Selectboard logo, May 20, 2019

The Select Board aims to help remedy Alewife Brook’s sewer overflows by sending a letter to  Arlington’s Conservation Commission regarding the Alewife Brook/Upper Mystic Combined Sewer Overflow Long-Term Control Plan.

The board voted 4-0 (Diane Mahon absent) at its July 18 meeting to send this letter, subject to any comments from Mahon. 

To see the draft letter, click here >> 

Town Counsel Doug Heim explained that the Massachusetts Water Resources Authority (MWRA), Cambridge and Somerville all discharge combined sewer overflows (CSOs) into Alewife Brook. All are in the beginning stages of the variance process administered by the Massachusetts Department of Environmental Protection’s water-quality regulations and the EPA. The goal is to develop a scope of work that will be the long-term control plan, and more formal hearings will be held later.

'Long-term frustrations'

This letter reinforces what a lot of local Arlington advocacy organizations such as Save the Alewife Brook and some town officials have been saying at these initial meetings. 

“Advocates have long-term frustrations about the conditions of Alewife Brook,” Heim said. “The MRWA, Cambridge and Somerville have invested a huge amount of money in trying to clean up the Boston-area watersheds, such as Boston Harbor.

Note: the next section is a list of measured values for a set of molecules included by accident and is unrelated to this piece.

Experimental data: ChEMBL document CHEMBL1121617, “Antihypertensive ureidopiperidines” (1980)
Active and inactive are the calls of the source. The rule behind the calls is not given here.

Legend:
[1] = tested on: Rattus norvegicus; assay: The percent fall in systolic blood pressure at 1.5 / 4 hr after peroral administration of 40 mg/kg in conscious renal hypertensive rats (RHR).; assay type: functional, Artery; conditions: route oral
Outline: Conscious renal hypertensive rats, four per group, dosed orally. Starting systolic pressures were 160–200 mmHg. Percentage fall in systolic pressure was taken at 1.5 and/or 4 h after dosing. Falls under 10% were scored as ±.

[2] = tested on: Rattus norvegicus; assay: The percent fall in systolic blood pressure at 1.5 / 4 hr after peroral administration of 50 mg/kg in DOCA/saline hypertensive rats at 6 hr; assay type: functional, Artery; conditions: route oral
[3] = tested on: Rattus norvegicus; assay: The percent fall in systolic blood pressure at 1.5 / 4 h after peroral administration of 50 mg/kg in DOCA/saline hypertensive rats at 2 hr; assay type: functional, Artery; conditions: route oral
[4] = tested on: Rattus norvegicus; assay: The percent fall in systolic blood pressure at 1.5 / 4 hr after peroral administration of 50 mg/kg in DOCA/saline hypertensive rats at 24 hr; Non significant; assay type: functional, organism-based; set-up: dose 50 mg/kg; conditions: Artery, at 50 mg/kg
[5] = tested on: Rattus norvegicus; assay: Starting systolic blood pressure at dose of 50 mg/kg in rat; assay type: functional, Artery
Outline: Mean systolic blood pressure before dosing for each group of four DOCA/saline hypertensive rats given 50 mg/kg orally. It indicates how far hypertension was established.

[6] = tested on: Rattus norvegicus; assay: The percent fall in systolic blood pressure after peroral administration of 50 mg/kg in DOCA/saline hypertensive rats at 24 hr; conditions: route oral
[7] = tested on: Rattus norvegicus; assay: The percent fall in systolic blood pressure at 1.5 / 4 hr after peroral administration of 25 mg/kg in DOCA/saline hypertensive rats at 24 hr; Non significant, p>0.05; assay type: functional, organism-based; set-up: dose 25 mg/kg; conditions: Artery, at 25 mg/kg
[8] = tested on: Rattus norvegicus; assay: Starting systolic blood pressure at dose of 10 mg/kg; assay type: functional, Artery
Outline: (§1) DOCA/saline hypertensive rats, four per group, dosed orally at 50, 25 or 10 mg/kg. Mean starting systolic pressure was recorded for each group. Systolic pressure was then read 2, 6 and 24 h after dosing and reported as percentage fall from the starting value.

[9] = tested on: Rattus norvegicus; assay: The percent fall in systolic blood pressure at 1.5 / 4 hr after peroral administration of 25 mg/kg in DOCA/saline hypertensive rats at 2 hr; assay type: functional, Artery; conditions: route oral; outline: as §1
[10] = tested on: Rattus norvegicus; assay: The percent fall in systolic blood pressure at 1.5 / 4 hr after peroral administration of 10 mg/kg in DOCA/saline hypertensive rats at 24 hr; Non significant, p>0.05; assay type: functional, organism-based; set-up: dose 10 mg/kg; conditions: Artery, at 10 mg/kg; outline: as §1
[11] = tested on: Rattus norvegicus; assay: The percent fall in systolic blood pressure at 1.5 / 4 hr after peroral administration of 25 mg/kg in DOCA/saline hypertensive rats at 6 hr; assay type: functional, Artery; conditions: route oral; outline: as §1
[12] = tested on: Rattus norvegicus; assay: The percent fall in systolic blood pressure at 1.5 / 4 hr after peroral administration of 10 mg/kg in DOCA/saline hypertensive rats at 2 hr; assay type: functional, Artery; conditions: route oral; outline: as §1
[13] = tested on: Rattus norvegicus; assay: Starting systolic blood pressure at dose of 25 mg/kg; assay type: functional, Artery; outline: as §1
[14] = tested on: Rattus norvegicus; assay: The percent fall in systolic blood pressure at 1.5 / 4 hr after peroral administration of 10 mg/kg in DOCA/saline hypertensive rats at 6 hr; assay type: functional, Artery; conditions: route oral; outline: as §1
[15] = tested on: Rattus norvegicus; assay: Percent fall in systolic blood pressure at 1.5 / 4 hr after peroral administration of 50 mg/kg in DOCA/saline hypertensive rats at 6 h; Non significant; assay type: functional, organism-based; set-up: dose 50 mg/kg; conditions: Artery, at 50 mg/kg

“However, a lot of the feedback from Arlington has been that the Alewife Brook has not been remedied sufficiently, and [some local residents] would like a more aggressive development of alternatives to mitigating and controlling those CSOs,” added Heim.

The letter reemphasizes the positive steps being taken, Heim said, and supports these EPA responses:

(a) Continued commitment to public meetings at early stages, which the MWRA, Cambridge and Somerville have all done;

(b) Commitment to revised modeling, which shows that although there may be fewer CSO events, they have much higher volumes because of the intensity and frequency of severe storms; and

(c) Arlington is committing resources through its Department of Public Works and Conservation Commission’s planning efforts to reduce other pollution sources at Alewife Brook.

No seat at table

Heim added that “Arlington doesn’t have a seat at the table, because the town isn’t subject to the regulatory authority, and we’re not paying for this.

“But Arlington is doing what it can to devote significant financial resources to improve the water quality at Alewife Brook.”

He said that the process is still early – it is not yet at the hearing phase --”but this may be the best time to request the financial resources to address Alewife Brook’s problems.”

Board member John Hurd said, “The letter encapsulates a number of discussions that we’ve had on this issue. It’s a good step in the right direction.” 

See the ACMi video of the July 18 meeting:


July 1, 2022: Save the Alewife Brook seeks funds to improve waterway

 


This news summary, by YourArlington freelance writer Susan Gilbert, was published Sunday, July 24, 2022.

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